Judge Judy’s son wants state’s top judge disbarred

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PUTNAM COUNTY – Adam Levy, former Putnam County District Attorney, and son of “Judge Judy” Scheindlin, has filed a grievance against New York State Chief Judge Janet DiFiore, seeking to have her disbarred.  DiFiore recently announced that she was stepping down from her position on August 31st after serving six years of a 14-year term.  State law requires judges to retire at the age of 70 and DiFiore is 66.

Chief Justice Janet DiFiore

Levy, who served as the Putnam DA from January 2008 to December 2015 when he lost his re-election bid, claims DiFiore has violated the code of ethics based on recently released information in his argument to have her disbarred.

Levy says in his grievance, dated August 9, 2022, to the New York State Grievance Committee for the Ninth Judicial District that “recently unsealed wiretap intercepts, internal emails and documents subpoenaed from the Westchester County DAs Office, sworn deposition testimony, and other assorted documents publicly filed and exchanged during civil discovery in the matter of George Galgano v. County of Putnam, New York et al,” show that DiFiore protected her fundraising co-chair Galgano, from criminal prosecution despite evidence that indicates he committed more than one felony.

Levy says that DiFiore, while serving as the Westchester County District Attorney, failed to prosecute George Galagno, her former fundraising committee co-chair, for felony jury tampering, despite being given evidence of the crime by Levy.

Galgano was recorded on a wiretap trying to influence a juror.  Levy says “DiFiore also failed to notify this Committee (grievance committee) that Galgano filed a false document with the County Court in which the tampering occurred.”  Levy said that Galgano denied facts that have been independently established. 

In July 2014, Levy, as Putnam County DA, was investigating Galgano and told DiFiore of the evidence uncovered in the recordings regarding Galgano tampering with a Westchester juror.  According to Levy, DiFiore failed to take any action and covered up the misconduct of Galgano, a private-practice attorney.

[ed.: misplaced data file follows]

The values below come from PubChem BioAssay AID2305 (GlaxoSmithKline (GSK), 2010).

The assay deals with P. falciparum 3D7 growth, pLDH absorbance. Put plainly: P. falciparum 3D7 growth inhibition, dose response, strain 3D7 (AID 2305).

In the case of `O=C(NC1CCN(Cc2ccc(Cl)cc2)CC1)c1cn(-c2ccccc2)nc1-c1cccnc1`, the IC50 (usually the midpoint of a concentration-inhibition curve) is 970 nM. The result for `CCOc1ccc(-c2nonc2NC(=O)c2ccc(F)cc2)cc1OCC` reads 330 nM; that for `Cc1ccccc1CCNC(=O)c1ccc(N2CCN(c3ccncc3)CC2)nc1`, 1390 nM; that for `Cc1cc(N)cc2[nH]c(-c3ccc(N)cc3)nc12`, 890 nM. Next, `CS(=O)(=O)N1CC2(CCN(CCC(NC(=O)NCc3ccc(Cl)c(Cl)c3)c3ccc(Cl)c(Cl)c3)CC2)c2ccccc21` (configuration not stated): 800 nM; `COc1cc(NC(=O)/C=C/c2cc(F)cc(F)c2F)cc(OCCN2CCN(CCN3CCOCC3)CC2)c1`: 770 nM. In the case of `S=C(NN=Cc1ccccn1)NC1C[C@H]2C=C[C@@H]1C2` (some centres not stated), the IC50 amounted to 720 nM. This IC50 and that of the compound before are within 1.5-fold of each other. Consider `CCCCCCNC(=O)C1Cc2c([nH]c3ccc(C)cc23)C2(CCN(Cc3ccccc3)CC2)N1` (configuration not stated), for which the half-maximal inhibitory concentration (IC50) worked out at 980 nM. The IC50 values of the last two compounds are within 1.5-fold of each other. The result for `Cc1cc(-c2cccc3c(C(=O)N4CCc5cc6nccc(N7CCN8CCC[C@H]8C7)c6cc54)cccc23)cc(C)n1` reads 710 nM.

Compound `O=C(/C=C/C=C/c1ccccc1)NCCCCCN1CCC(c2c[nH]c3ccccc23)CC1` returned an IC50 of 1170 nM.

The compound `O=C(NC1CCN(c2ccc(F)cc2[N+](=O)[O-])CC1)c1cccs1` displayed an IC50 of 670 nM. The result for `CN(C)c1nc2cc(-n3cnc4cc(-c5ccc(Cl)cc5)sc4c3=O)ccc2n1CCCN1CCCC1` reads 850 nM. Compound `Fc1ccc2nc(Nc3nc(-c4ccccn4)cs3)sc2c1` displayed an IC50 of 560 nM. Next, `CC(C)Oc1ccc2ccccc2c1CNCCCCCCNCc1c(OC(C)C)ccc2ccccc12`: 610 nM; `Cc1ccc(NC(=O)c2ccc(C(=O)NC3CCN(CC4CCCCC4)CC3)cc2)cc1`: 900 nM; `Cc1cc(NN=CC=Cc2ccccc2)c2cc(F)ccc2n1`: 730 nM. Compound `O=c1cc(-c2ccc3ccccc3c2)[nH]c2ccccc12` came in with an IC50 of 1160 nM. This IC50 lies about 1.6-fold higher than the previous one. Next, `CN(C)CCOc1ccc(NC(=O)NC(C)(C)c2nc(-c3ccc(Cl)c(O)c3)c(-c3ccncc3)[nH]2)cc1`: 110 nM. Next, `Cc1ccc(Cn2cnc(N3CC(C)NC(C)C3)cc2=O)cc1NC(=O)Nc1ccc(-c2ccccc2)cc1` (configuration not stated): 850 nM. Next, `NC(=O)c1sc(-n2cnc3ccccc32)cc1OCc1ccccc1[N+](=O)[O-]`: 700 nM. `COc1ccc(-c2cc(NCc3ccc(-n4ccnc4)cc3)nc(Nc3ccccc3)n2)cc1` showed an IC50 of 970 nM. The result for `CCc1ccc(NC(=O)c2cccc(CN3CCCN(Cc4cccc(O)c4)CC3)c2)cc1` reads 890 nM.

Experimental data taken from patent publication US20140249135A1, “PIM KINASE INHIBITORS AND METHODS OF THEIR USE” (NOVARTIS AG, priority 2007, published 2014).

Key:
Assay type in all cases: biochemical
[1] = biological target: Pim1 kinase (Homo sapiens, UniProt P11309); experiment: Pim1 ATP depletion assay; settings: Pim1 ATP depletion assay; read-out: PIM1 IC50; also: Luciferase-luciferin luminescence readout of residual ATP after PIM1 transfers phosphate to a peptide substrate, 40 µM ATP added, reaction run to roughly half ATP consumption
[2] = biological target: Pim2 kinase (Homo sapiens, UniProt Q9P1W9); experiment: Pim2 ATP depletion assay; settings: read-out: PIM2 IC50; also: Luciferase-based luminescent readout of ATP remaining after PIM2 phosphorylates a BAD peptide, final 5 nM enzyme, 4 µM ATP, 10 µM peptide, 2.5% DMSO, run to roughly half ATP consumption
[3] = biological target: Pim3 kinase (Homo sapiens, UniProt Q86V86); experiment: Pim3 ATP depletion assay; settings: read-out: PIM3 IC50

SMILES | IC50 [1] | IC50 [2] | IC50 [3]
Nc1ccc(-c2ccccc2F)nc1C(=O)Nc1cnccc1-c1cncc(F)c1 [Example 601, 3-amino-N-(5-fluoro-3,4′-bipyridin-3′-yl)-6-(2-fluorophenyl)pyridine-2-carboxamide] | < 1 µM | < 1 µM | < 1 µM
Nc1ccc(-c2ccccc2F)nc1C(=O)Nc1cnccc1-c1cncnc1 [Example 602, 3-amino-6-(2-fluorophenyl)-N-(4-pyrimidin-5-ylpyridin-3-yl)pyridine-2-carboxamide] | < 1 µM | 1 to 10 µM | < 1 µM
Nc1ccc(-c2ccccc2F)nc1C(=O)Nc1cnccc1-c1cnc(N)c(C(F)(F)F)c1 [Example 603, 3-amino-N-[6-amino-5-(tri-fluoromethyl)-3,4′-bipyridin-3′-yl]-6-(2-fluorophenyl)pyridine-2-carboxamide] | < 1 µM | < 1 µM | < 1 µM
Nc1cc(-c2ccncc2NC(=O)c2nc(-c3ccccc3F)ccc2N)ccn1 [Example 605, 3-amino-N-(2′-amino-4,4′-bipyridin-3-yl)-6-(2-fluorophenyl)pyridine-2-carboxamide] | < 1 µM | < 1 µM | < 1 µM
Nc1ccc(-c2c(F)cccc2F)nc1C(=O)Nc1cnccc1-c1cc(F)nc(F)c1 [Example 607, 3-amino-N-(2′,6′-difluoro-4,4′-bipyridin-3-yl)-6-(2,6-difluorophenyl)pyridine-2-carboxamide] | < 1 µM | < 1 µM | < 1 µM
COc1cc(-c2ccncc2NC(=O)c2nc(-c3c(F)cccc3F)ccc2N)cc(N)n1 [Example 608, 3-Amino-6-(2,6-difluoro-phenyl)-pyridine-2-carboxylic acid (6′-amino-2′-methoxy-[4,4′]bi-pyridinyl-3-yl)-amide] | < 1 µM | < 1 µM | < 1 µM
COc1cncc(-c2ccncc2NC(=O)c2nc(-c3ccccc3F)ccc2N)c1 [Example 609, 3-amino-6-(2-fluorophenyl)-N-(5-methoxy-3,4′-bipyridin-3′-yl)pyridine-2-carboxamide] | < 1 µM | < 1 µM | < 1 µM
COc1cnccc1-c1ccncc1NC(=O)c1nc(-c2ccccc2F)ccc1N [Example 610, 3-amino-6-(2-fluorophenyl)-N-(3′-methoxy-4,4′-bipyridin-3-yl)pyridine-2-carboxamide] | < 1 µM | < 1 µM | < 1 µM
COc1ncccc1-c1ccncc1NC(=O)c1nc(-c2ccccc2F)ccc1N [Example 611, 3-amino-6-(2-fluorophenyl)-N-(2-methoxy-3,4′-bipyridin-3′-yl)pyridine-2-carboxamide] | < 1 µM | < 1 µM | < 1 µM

Later in 2014, the Greenburgh Police Department executed a search warrant at Galganos law office and discovered a stash of illegal drugs. Galgano was arrested and charged by police with felony drug possession. The case was filed in the Greenburgh Town Court in Westchester County.  Levy alleges that DiFiore refused to prosecute Galgano on the drug charges because of her relationship with her fundraising committee co-chair.  

Levy twice attempted to prosecute Galgano on criminal charges and both cases were dismissed.  Galgano has maintained that Levy has had a vendetta against him for backing then Putnam County Sheriff Don Smith, a political nemesis of Levy.

DiFiore abused her power, violated her oath of office, and violated the Rules of Professional Responsibility. Her actions undermined the entire court systems values and impaired the legal professions integrity. The evidence is incontrovertible that DiFiore obstructed justice to protect George Galgano from the consequences of his actions,” Levy says in his attempt to have DiFiore disbarred.

DiFiore announced her premature resignation on July 11, 2022, shortly after it was revealed that New York State Court Officers Association Union President Dennis Quirk had filed a complaint against DiFiore with the State Commission on Judicial Conduct.  If the commission fails to complete its investigation and finds evidence of wrongdoing before DiFiore leaves office, there will be no punishment.

With regard to Levy’s grievance, the committee’s decision could impact DiFiore’s ability to practice law in New York.